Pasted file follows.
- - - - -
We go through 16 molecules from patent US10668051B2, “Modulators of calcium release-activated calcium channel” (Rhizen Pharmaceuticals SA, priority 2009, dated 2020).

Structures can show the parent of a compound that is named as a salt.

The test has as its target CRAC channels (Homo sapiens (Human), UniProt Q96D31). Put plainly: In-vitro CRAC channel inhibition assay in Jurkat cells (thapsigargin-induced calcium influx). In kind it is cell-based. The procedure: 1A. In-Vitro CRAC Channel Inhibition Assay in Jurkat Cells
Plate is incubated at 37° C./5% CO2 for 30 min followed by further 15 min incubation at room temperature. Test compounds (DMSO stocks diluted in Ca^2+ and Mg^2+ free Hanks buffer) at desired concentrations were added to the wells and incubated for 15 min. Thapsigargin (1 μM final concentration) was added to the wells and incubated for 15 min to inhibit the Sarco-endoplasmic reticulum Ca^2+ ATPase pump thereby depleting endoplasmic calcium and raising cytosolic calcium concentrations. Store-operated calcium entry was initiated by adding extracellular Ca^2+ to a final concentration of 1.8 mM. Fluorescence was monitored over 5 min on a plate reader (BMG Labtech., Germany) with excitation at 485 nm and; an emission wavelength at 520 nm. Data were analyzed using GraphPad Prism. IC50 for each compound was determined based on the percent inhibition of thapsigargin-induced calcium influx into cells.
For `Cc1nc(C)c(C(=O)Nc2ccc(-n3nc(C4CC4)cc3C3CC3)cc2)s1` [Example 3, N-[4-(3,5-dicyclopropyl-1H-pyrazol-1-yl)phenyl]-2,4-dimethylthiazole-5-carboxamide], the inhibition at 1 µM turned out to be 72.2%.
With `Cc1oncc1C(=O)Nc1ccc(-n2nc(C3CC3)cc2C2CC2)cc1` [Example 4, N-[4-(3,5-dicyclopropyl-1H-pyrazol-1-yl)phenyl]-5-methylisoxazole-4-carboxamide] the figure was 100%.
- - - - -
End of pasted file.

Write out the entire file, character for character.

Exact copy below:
We go through 16 molecules from patent US10668051B2, “Modulators of calcium release-activated calcium channel” (Rhizen Pharmaceuticals SA, priority 2009, dated 2020).

Structures can show the parent of a compound that is named as a salt.

The test has as its target CRAC channels (Homo sapiens (Human), UniProt Q96D31). Put plainly: In-vitro CRAC channel inhibition assay in Jurkat cells (thapsigargin-induced calcium influx). In kind it is cell-based. The procedure: 1A. In-Vitro CRAC Channel Inhibition Assay in Jurkat Cells
Plate is incubated at 37° C./5% CO2 for 30 min followed by further 15 min incubation at room temperature. Test compounds (DMSO stocks diluted in Ca^2+ and Mg^2+ free Hanks buffer) at desired concentrations were added to the wells and incubated for 15 min. Thapsigargin (1 μM final concentration) was added to the wells and incubated for 15 min to inhibit the Sarco-endoplasmic reticulum Ca^2+ ATPase pump thereby depleting endoplasmic calcium and raising cytosolic calcium concentrations. Store-operated calcium entry was initiated by adding extracellular Ca^2+ to a final concentration of 1.8 mM. Fluorescence was monitored over 5 min on a plate reader (BMG Labtech., Germany) with excitation at 485 nm and; an emission wavelength at 520 nm. Data were analyzed using GraphPad Prism. IC50 for each compound was determined based on the percent inhibition of thapsigargin-induced calcium influx into cells.
For `Cc1nc(C)c(C(=O)Nc2ccc(-n3nc(C4CC4)cc3C3CC3)cc2)s1` [Example 3, N-[4-(3,5-dicyclopropyl-1H-pyrazol-1-yl)phenyl]-2,4-dimethylthiazole-5-carboxamide], the inhibition at 1 µM turned out to be 72.2%.
With `Cc1oncc1C(=O)Nc1ccc(-n2nc(C3CC3)cc2C2CC2)cc1` [Example 4, N-[4-(3,5-dicyclopropyl-1H-pyrazol-1-yl)phenyl]-5-methylisoxazole-4-carboxamide] the figure was 100%.